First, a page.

Example “What factors were responsible for the higher labour productivity of Japan’s manufacturing industries during the decade 1971 to 1980 relative to India’s manufacturing industries?” Further rethinking and rephrasing might place the problem on a still better operational basis as shown below: “To what extent did labour productivity in 1971 to 1980 in Japan exceed that of India in respect of 15 selected manufacturing industries? What factors were responsible for the productivity differentials between the two countries by industries?”

19 Example: With this sort of formulation, the various terms involved such as ‘labour productivity’, ‘productivity differentials’, etc. must be explained clearly. The researcher must also see that the necessary data are available. In case the data for one or more industries selected are not available for the concerning time-period, then the said industry or industries will have to be substituted by other industry or industries. The suitability of the time-period must also be examined. Thus, all relevant factors must be considered by a researcher before finally defining a research problem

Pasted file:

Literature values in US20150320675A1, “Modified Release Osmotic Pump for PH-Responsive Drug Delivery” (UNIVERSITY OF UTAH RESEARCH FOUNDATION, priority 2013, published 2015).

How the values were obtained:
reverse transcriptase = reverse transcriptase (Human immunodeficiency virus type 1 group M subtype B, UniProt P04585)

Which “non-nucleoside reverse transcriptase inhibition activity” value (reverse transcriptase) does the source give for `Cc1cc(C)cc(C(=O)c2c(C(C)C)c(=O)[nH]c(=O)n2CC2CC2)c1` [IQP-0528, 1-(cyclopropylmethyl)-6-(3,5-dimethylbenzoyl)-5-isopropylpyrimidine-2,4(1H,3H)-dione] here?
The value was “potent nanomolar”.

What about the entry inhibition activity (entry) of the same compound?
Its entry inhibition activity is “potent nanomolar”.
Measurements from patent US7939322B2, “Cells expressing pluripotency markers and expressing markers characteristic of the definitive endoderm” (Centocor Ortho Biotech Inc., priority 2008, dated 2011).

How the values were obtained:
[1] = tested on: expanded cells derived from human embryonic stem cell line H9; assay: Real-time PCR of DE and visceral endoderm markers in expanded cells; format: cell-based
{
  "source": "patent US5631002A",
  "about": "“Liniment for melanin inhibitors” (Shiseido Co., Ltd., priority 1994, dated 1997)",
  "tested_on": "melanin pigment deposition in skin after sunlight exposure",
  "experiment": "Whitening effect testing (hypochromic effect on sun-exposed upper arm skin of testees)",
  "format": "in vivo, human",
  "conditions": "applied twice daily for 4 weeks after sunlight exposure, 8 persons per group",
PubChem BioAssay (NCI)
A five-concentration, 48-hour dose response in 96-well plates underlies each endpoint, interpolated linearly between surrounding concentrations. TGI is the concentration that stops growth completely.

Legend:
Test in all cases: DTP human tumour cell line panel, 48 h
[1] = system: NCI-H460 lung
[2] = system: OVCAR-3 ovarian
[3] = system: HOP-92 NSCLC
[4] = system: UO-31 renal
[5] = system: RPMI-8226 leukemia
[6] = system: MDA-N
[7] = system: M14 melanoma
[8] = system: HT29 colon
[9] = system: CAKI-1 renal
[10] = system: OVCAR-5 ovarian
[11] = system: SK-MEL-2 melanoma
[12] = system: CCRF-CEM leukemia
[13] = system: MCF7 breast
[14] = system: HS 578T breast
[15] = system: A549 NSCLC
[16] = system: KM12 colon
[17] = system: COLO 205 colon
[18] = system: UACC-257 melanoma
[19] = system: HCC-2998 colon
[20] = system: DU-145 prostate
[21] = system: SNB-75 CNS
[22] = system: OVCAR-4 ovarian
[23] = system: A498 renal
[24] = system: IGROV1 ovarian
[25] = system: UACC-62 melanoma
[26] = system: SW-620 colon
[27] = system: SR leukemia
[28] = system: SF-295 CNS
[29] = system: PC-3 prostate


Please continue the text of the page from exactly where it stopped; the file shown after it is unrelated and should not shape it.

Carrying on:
20 Look at any scientific paper, and you will see the research problem, written almost like a statement of intent. Defining a research problem is crucial in defining the quality of the answers, and determines the exact research method used. A quantitative experimental design uses deductive reasoning to arrive at a testable hypothesis. Qualitative research designs use inductive reasoning to propose a research statement.